Sunday, August 5, 2018

Sunday 12 August 2018 - 19th Ordinary Sunday

Theme(s): Bread of life, Bread which gives eternal life, God nourishes us, Jesus came from God, live in love.

Sentence: "Live in love, as Christ loved us and gave himself up for us, a fragrant offering and sacrifice to God' (Ephesians 5:2).


Merciful God,
you gave your only Son
to be both a sacrifice for sin
and an example of godly life;
help us gladly to receive
all that he has done for us
and follow in his footsteps;
through Jesus Christ our Saviour. Amen.

Readings (related):

1 Kings 19:4-8
Psalm 34:1-8
Ephesians 4:25-5:2
John 6:35, 41-51


1 Kings 19:4-8

Elijah has striven mightily with the prophets of Baal and won. But his strength is expended and he asks that he might die. God sends an angel to nourish him with food and drink. Not once but twice. That food sustains him for his long journey to Horeb.

God always sustains God's people for God's work along God's way. In a different way, Jesus will nourish his followers, according to our gospel reading today.

Psalm 34:1-8

When we consider what Jesus offers us as the living bread, this psalm assists us as we praise and exalt God!

Ephesians 4:25-5:2

We are in the 'application' chapters of Ephesians. But the theology is never faraway. Paul's first instruction here, about speaking truthfully, is: 'for we are members of one another' (25).

Later, still on the theme of speaking, Paul wants wholesome, edifying talk to come out of the Ephesians' mouths 'so that your words may give grace to those who hear' (29).

In 30 the Holy Spirit is invoked and in 32 being forgiving is 'as God in Christ has forgiven you.'

In the end, the whole living of a holy Christian life (including verses not mentioned above, 26-28, 31) is imitative of God (5:1) and summed up - as elsewhere in Scripture with 'live in love' (5:2).

Love here being the love with which 'Christ loved us and gave himself up for us' (2). We also meet this language of giving himself up for us in the gospel reading.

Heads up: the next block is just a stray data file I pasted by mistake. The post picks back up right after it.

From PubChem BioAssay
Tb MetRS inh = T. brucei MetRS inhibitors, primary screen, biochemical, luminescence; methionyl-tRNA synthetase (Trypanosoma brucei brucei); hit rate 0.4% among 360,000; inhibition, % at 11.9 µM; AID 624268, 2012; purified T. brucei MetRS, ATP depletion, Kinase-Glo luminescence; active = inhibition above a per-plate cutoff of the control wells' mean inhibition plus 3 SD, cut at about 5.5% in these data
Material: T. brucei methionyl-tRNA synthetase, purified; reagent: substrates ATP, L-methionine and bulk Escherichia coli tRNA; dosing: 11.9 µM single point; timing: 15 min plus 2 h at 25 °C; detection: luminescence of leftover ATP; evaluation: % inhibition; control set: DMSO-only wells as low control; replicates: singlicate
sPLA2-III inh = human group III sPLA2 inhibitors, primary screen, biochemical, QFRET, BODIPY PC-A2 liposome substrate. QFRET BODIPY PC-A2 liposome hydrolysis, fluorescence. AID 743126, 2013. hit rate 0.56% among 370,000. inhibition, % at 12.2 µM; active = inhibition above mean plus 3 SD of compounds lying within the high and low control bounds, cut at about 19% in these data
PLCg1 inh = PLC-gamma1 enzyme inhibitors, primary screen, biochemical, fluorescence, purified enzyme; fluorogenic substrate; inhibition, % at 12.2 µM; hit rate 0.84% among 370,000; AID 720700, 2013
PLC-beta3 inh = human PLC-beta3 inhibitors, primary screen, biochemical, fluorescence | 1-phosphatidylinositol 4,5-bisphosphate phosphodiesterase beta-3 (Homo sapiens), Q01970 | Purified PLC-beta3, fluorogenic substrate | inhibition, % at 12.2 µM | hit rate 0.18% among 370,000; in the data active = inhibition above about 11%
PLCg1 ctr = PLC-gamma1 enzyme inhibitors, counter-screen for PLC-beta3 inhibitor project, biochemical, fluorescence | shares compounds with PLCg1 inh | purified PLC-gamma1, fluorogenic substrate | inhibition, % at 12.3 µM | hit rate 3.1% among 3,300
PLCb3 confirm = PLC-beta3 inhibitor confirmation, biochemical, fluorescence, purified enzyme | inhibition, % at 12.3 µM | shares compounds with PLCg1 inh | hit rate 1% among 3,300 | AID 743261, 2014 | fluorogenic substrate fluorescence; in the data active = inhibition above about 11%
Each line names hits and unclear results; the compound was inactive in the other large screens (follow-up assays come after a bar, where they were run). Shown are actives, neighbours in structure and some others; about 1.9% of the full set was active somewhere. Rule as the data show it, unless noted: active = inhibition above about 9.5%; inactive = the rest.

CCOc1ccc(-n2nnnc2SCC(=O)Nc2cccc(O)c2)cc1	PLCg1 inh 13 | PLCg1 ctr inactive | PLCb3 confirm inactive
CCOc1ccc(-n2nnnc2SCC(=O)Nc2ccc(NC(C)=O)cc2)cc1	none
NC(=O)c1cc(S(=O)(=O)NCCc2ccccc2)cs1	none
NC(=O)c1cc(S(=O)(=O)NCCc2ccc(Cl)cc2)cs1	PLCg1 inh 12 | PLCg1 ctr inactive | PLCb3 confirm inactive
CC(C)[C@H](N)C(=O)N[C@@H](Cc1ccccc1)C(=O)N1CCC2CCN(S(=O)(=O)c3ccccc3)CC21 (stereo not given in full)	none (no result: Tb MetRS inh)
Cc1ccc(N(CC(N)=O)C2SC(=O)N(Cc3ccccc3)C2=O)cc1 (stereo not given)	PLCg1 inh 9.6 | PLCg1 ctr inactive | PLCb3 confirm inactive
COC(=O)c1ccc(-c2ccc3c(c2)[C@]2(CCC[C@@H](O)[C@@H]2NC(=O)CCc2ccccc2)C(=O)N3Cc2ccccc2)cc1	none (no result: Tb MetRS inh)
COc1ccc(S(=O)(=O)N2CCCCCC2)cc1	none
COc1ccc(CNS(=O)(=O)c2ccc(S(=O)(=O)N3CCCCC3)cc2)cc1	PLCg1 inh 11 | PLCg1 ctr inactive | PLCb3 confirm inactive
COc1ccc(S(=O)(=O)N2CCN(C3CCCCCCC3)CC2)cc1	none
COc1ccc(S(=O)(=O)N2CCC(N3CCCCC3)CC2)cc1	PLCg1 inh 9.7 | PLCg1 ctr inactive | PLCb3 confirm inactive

John 6:35, 41-51

You have got to feel for Jesus. The people who want to make him king are always complaining (41).
But their complaint is rational. They know Jesus as an ordinary human being, 'Is not this Jesus, the son of Joseph, whose father and mother we know?' (42). So how dare he say 'I am the bread that came down from heaven'? (41, 42).

Jesus says that they should not complain among themselves (43). As complainers, they are rather like their ancestors in the wilderness who complained about the lack of food and then complained about the lack of variety in the food (Exodus 16:2; Number 11:1). So Jesus saying that they are not to complain is to attempt to steer them out of the tradition of grumbling against God.

If they grumble against God, might God refuse to draw them to himself? (44a) If they are not drawn by God to him, they will not be raised up on the last day (44b). What is at stake is not what Jesus is daring to say but what Jesus is offering, which they might miss out on.

In what Jesus' says, there is a strong sense of the initiative of God in salvation. This continues in verse 45 when Jesus quotes Isaiah 54:13 and interprets this as 'Everyone who has heard and learned from the Father comes to me.' Implicitly this is critical of his hearers: as Israelites, they should know the Father, but their attitude to Jesus suggests they do not.

Yet Jesus himself is the key to knowledge of the Father since he has come from God (46). With this stated, Jesus can return to a recurring theme in his discourse, 'whoever believes has eternal life' (47, cf. 29, 35, 40, 50, 54, 58, 68). When the Israelites ate the manna, they died (49). But the bread of life (48) is 'the bread that comes down from heaven, so that one may eat of it and not die' (50).

All of this teaching is summed up in v. 51: Jesus is the living bread that comes down from heaven, whoever eats of this bread will live forever, and the bread for the life of the world is Jesus' flesh.

Here Jesus' connects his coming to earth from heaven with his death. It is not his coming per se which makes him the life-giving bread but the giving up of his flesh for the life of the world.

With this statement we have to reckon with Jesus not generally talking about himself as the bread of life but specifically talking about himself as the eucharistic bread of life and thus John is offering to his readers his understanding of the eucharist: Jesus' body is the bread (compare with the Synoptic gospel accounts of the last supper: the bread which Jesus breaks is his body).

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